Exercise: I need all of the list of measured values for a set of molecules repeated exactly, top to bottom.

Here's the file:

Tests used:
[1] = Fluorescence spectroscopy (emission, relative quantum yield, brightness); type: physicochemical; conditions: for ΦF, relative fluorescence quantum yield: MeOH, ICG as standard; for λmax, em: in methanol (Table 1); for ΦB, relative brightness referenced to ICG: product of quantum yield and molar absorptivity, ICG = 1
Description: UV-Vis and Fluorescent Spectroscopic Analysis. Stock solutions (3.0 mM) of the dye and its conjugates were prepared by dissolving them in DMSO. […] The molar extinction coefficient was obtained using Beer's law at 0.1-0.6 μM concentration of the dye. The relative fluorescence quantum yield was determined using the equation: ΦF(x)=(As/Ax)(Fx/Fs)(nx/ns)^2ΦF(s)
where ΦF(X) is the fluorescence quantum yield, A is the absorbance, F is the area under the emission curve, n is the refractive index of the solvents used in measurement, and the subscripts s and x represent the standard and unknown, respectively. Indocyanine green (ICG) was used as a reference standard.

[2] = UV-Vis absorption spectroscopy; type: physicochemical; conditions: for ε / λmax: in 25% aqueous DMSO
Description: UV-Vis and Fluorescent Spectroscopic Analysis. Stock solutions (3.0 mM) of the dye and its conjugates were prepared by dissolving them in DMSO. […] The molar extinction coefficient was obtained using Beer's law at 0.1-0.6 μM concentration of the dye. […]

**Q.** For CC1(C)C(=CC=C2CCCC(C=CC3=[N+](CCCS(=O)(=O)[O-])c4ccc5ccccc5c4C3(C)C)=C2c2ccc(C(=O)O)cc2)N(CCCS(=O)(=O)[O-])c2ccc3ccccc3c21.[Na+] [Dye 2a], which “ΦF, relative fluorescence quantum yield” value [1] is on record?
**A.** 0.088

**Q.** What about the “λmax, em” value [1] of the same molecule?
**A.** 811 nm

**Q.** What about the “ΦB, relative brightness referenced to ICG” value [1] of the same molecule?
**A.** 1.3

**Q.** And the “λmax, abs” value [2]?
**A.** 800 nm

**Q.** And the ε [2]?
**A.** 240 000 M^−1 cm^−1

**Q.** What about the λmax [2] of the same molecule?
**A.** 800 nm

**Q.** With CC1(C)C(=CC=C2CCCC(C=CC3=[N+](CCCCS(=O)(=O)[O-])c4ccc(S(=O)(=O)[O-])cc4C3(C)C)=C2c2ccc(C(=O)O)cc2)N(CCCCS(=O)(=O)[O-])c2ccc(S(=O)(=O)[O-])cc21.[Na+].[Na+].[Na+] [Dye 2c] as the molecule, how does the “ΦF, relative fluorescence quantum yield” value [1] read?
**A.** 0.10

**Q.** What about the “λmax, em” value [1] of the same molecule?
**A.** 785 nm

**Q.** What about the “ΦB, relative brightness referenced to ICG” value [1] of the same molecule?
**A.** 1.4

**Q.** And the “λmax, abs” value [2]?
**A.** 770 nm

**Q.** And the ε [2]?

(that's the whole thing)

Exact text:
Tests used:
[1] = Fluorescence spectroscopy (emission, relative quantum yield, brightness); type: physicochemical; conditions: for ΦF, relative fluorescence quantum yield: MeOH, ICG as standard; for λmax, em: in methanol (Table 1); for ΦB, relative brightness referenced to ICG: product of quantum yield and molar absorptivity, ICG = 1
Description: UV-Vis and Fluorescent Spectroscopic Analysis. Stock solutions (3.0 mM) of the dye and its conjugates were prepared by dissolving them in DMSO. […] The molar extinction coefficient was obtained using Beer's law at 0.1-0.6 μM concentration of the dye. The relative fluorescence quantum yield was determined using the equation: ΦF(x)=(As/Ax)(Fx/Fs)(nx/ns)^2ΦF(s)
where ΦF(X) is the fluorescence quantum yield, A is the absorbance, F is the area under the emission curve, n is the refractive index of the solvents used in measurement, and the subscripts s and x represent the standard and unknown, respectively. Indocyanine green (ICG) was used as a reference standard.

[2] = UV-Vis absorption spectroscopy; type: physicochemical; conditions: for ε / λmax: in 25% aqueous DMSO
Description: UV-Vis and Fluorescent Spectroscopic Analysis. Stock solutions (3.0 mM) of the dye and its conjugates were prepared by dissolving them in DMSO. […] The molar extinction coefficient was obtained using Beer's law at 0.1-0.6 μM concentration of the dye. […]

**Q.** For CC1(C)C(=CC=C2CCCC(C=CC3=[N+](CCCS(=O)(=O)[O-])c4ccc5ccccc5c4C3(C)C)=C2c2ccc(C(=O)O)cc2)N(CCCS(=O)(=O)[O-])c2ccc3ccccc3c21.[Na+] [Dye 2a], which “ΦF, relative fluorescence quantum yield” value [1] is on record?
**A.** 0.088

**Q.** What about the “λmax, em” value [1] of the same molecule?
**A.** 811 nm

**Q.** What about the “ΦB, relative brightness referenced to ICG” value [1] of the same molecule?
**A.** 1.3

**Q.** And the “λmax, abs” value [2]?
**A.** 800 nm

**Q.** And the ε [2]?
**A.** 240 000 M^−1 cm^−1

**Q.** What about the λmax [2] of the same molecule?
**A.** 800 nm

**Q.** With CC1(C)C(=CC=C2CCCC(C=CC3=[N+](CCCCS(=O)(=O)[O-])c4ccc(S(=O)(=O)[O-])cc4C3(C)C)=C2c2ccc(C(=O)O)cc2)N(CCCCS(=O)(=O)[O-])c2ccc(S(=O)(=O)[O-])cc21.[Na+].[Na+].[Na+] [Dye 2c] as the molecule, how does the “ΦF, relative fluorescence quantum yield” value [1] read?
**A.** 0.10

**Q.** What about the “λmax, em” value [1] of the same molecule?
**A.** 785 nm

**Q.** What about the “ΦB, relative brightness referenced to ICG” value [1] of the same molecule?
**A.** 1.4

**Q.** And the “λmax, abs” value [2]?
**A.** 770 nm

**Q.** And the ε [2]?